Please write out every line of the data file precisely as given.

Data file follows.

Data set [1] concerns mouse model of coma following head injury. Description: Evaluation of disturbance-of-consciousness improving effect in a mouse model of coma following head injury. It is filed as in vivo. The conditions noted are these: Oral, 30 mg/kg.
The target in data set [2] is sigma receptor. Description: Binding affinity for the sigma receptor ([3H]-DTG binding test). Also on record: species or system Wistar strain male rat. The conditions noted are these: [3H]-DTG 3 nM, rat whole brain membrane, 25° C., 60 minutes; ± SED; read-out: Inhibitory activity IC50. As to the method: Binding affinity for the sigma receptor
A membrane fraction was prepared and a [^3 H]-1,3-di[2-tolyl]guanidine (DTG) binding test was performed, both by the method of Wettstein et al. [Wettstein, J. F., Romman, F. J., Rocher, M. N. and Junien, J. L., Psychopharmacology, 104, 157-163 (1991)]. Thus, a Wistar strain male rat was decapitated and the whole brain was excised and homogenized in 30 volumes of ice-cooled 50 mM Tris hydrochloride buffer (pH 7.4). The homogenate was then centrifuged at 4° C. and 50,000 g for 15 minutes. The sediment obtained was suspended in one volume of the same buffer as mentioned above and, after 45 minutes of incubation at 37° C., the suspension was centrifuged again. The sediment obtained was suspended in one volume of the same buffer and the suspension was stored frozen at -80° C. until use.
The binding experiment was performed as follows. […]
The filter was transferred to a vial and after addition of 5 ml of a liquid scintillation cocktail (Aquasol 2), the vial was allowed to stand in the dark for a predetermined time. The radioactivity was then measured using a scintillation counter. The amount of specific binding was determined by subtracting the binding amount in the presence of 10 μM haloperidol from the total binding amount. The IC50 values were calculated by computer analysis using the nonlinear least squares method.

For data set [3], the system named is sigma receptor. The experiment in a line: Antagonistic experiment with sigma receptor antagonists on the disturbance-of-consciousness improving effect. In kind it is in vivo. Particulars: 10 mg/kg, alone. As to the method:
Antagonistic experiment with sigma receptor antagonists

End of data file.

Data set [1] concerns mouse model of coma following head injury. Description: Evaluation of disturbance-of-consciousness improving effect in a mouse model of coma following head injury. It is filed as in vivo. The conditions noted are these: Oral, 30 mg/kg.
The target in data set [2] is sigma receptor. Description: Binding affinity for the sigma receptor ([3H]-DTG binding test). Also on record: species or system Wistar strain male rat. The conditions noted are these: [3H]-DTG 3 nM, rat whole brain membrane, 25° C., 60 minutes; ± SED; read-out: Inhibitory activity IC50. As to the method: Binding affinity for the sigma receptor
A membrane fraction was prepared and a [^3 H]-1,3-di[2-tolyl]guanidine (DTG) binding test was performed, both by the method of Wettstein et al. [Wettstein, J. F., Romman, F. J., Rocher, M. N. and Junien, J. L., Psychopharmacology, 104, 157-163 (1991)]. Thus, a Wistar strain male rat was decapitated and the whole brain was excised and homogenized in 30 volumes of ice-cooled 50 mM Tris hydrochloride buffer (pH 7.4). The homogenate was then centrifuged at 4° C. and 50,000 g for 15 minutes. The sediment obtained was suspended in one volume of the same buffer as mentioned above and, after 45 minutes of incubation at 37° C., the suspension was centrifuged again. The sediment obtained was suspended in one volume of the same buffer and the suspension was stored frozen at -80° C. until use.
The binding experiment was performed as follows. […]
The filter was transferred to a vial and after addition of 5 ml of a liquid scintillation cocktail (Aquasol 2), the vial was allowed to stand in the dark for a predetermined time. The radioactivity was then measured using a scintillation counter. The amount of specific binding was determined by subtracting the binding amount in the presence of 10 μM haloperidol from the total binding amount. The IC50 values were calculated by computer analysis using the nonlinear least squares method.

For data set [3], the system named is sigma receptor. The experiment in a line: Antagonistic experiment with sigma receptor antagonists on the disturbance-of-consciousness improving effect. In kind it is in vivo. Particulars: 10 mg/kg, alone. As to the method:
Antagonistic experiment with sigma receptor antagonists